Sarah Robinson (CFE) and Wayne Richmond and Nicola Plumb (Blackpool Fulfilling Lives) share their reflections on a National Expert Citizens’ Group Workshop

On Monday 28th and Tuesday 29th November 2016 CFE facilitated a two day workshop for the National Expert Citizens’ Group (NECG). The NECG is a group of individuals with lived experience of multiple needs; the group is formed by representatives from each of the 12 funded Fulfilling Lives project areas. The Monday was a training and planning day for the experts by experience. The day focused on training delegates to chair meetings/events and facilitate workshops at events. It was an opportunity to build the confidence and skills of the experts. The activities used to test their skills focused on deciding the direction of […]

7 09, 2016

It’s a question of the frontline

By |2019-05-14T09:43:35+00:00September 7th, 2016|Categories: Blog|

In the first of a series of blogs, Vic Citarella considers the crucial role of the workforce in Fulfilling Lives for people with multiple and complex needs. Vic is keen to start a dialogue with projects on this topic. You can get in touch with him using the details below.

“The CFE and University of Sheffield 2nd annual report into the national evaluation of Fulfilling Lives: Supporting people with multiple needs programme has chapters on ‘interventions and approaches’ and on ‘working the frontline’. The report says it raises as many questions as it answers but without doubt it pinpoints the workforce and what they do as the mission critical factor in the projects. More is promised by way of research and future evaluation. That means, among […]

11 08, 2016

On your bike – A quick guide to internet searching

By |2019-05-14T09:47:00+00:00August 11th, 2016|Categories: Blog|

In the hunt for a bike for my daughter the typing of “kids bikes” in Google returned just shy of 78 million results in less than one second! After years in research I still find it extraordinary the number of sources of information that are returned when performing any internet search (“kids bike bells” a meagre 1.5 million returns in 0.76).

[…]

22 04, 2016

Home Office turns to National Expert Citizen Group for user experience in National Drug Strategy…..by Ben Royston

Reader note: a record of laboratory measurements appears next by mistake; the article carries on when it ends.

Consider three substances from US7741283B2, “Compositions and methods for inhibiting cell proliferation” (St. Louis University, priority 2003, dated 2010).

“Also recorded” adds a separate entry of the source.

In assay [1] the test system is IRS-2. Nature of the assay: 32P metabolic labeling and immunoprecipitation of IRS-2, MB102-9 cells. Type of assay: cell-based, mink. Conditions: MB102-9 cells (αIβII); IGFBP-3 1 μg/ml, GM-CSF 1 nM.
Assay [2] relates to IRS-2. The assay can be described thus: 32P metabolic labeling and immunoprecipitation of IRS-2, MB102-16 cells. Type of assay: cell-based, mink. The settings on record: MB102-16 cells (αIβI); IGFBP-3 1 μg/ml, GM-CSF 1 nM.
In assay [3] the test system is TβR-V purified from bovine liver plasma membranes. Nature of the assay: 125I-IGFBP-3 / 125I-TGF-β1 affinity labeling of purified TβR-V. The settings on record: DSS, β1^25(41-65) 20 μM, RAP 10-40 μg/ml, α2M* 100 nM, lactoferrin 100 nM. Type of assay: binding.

By |2019-05-14T09:07:49+00:00April 22nd, 2016|Categories: Blog|

I am part of the National Expert Citizens Group (NECG). This is a group which draws people from all twelve Fulfilling Lives areas together to learn and try to influence on issues which are important to us. We all bring our own skills and expertise but the one thing that we have in common is that we all have lived experience of multiple needs.

On Friday 29th January we came together in Stoke-on-Trent to meet with Home Office representatives and Public Health England. On the agenda: The National Drug Strategy Review due to be published in March 2016.
[…]

17 12, 2015

Reflecting on a year of learning….

By |2019-05-14T09:54:24+00:00December 17th, 2015|Categories: Blog|

It’s coming up to the end of the year so I thought I would take some time to reflect and take stock. I started my role in January excited. The pioneering nature of the Fulfilling Lives programme interested me but above all was the hope that lives would be transformed both during the life of the project and in a real on-going way into the future. The opportunity to take any part in this, however small, seemed both a privilege and a responsibility.
[…]

8 10, 2015

Definitions, disadvantage and domestic violence

By |2019-05-14T09:53:44+00:00October 8th, 2015|Categories: Blog|

‘What’s in a name? That which we call a rose, by any other name would smell as sweet.’
Romeo and Juliet (11, ii,1-2)

Shakespeare’s Juliet knew that Romeo’s surname did not take into account all the things she loved about him; he was more than his name. Yet, in order to make sense of our world, we continue to ascribe names and definitions to everything, perhaps forgetting that they can never truly encompass everything that something is.

[…]

This website uses cookies and third party services. Ok